Taylor Swift's "Riptide" Cover Highlights A Frustrating Standard in Pop Music — VIDEOS

While promoting her upcoming album, 1989, in London this week, Taylor Swift covered Vance Joy's "Riptide" in the BBC Radio 1 Live Lounge — and it's absolutely awesome. Her beautiful, controlled performance proves that the 24-year-old "Shake It Off" star is truly at her best when she's able to focus on singing and doesn't have to worry about choreography or elaborate staging. It's amazing just how comfortable, confident, and relaxed Swift looks sitting behind a piano. As she continues to make her transition from country music to pop, I hope that we'll get to see more performances like this one from Swift — because, in my opinion, they really do highlight her strengths as an artist. Unfortunately, I don't know if that's going to happen.

There seems to be a bit of a double standard in pop music today: Women are often expected to "put on a show," to dance AND sing at the same time (or at the very least, to deliver some sort of visual spectacle),\ while it's totally OK for men to just stand on stage and do their thing. Of course, there are notable exceptions (performers like Bruno Mars and Usher immediately come to mind) and 15 years ago, boy bands like the Backstreet Boys and *N SYNC were definitely expected to dance — but that just doesn't seem to be the case anymore.

BBC Radio 1 on YouTube

Take One Direction, for example. Aside from when they're just goofing around on stage, they don't really dance — and they're all massive pop stars. Yeah, they might run around a little bit, but you won't catch them busting out any '90s boy band–level choreo, that's for sure. Sometimes, they literally just stand in a circle and each band member steps forward when it's his turn to sing. And you know what? It works for them! It would be silly to force One Direction to do something that they're either not very good at or not very interested in — so, why does Swift sometimes perform in a manner that doesn't really suit her talents? Does she feel pressured somehow? I wonder.

Just look at Swift's "Shake It Off" performance at the 2014 MTV Video Music Awards. At times, she was barely able to sing the song's chorus because she was so distracted by hitting her dance moves and having to travel around the stage. I guess I just don't believe that Swift would make performance choices that could potentially negatively impact her ability to sing, unless, of course, she was feeling some sort of outside pressure to perform in a certain way.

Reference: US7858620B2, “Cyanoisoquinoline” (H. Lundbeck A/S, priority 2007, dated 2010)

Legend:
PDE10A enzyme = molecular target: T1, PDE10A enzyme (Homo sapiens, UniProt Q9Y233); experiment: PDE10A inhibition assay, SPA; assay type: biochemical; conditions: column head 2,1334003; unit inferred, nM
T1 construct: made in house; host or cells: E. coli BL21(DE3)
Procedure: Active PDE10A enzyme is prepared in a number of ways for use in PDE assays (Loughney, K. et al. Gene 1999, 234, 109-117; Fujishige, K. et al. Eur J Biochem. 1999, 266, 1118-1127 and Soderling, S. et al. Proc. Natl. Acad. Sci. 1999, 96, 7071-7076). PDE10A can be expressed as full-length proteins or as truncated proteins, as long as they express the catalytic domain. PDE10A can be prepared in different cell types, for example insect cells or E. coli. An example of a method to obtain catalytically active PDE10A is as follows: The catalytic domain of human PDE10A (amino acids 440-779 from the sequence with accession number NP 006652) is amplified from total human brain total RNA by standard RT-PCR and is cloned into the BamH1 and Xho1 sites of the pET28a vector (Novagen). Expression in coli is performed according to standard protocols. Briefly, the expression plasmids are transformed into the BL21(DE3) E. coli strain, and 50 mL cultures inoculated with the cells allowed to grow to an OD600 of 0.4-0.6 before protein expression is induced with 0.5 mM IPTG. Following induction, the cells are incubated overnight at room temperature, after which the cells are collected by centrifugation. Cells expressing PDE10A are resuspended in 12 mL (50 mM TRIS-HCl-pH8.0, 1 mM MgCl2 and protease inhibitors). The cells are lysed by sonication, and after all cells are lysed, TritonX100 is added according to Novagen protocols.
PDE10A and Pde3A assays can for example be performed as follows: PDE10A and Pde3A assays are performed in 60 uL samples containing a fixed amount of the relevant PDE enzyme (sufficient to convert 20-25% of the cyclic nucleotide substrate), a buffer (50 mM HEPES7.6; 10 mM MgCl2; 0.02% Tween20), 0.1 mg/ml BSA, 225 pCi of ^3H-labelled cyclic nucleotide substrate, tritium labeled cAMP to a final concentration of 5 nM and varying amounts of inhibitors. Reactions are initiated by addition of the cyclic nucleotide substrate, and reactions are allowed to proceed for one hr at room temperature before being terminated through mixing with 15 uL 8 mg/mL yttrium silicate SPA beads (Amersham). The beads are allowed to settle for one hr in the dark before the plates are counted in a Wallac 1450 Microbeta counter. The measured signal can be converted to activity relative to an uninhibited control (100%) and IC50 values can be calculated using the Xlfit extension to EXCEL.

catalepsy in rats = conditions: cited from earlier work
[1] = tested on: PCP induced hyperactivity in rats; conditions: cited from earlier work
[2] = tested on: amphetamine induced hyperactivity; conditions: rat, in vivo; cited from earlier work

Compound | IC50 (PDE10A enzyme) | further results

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Does this double standard exist in part because women in pop music are constantly being told that they need to be sexy, and dancing and "putting on a show" are seen by record labels as opportunities to boost their sex appeal? It's definitely a possibility — and Swift isn't the only woman who seems to be affected.

Consider Ariana Grande's recent appearance on Saturday Night Live, for instance. Though she sounded fantastic singing a "stripped-down" version of her single "Break Free," about halfway through the performance, she switched gears, and the ensuing choreography really put a damper on things. Why couldn't Grande have let her back-up dancers do the moving and shaking for her while she stood front and center and nailed the vocals? Grande and her management team have to know that her overall performance suffers when she starts to dance, right? So, why bother?

ArianaGrandeVevo on YouTube

There are more examples. Even though Katy Perry isn't an especially gifted dancer, she still puts a lot of energy into the choreography and staging of her live performances — energy that would probably be better spent focusing on her singing (which isn't always "up to snuff," if you ask me). In fact, her tour shows are known for being so chock-full of neon-bright scenery, props, and costume changes, it's hard to even know where to look. And yet, it's clear that Perry shines brightest when she's just standing behind a microphone with her guitar — as evidenced by this 2011 performance of "The One That Got Away" on X Factor UK.

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Shouldn't we want artists to focus on doing what they're good at? In my eyes, true pop stars, regardless of gender, know their strengths, understand their limitations, and perform in a way that showcases the best of what they have to offer. Those are the expectations we should have of our pop stars.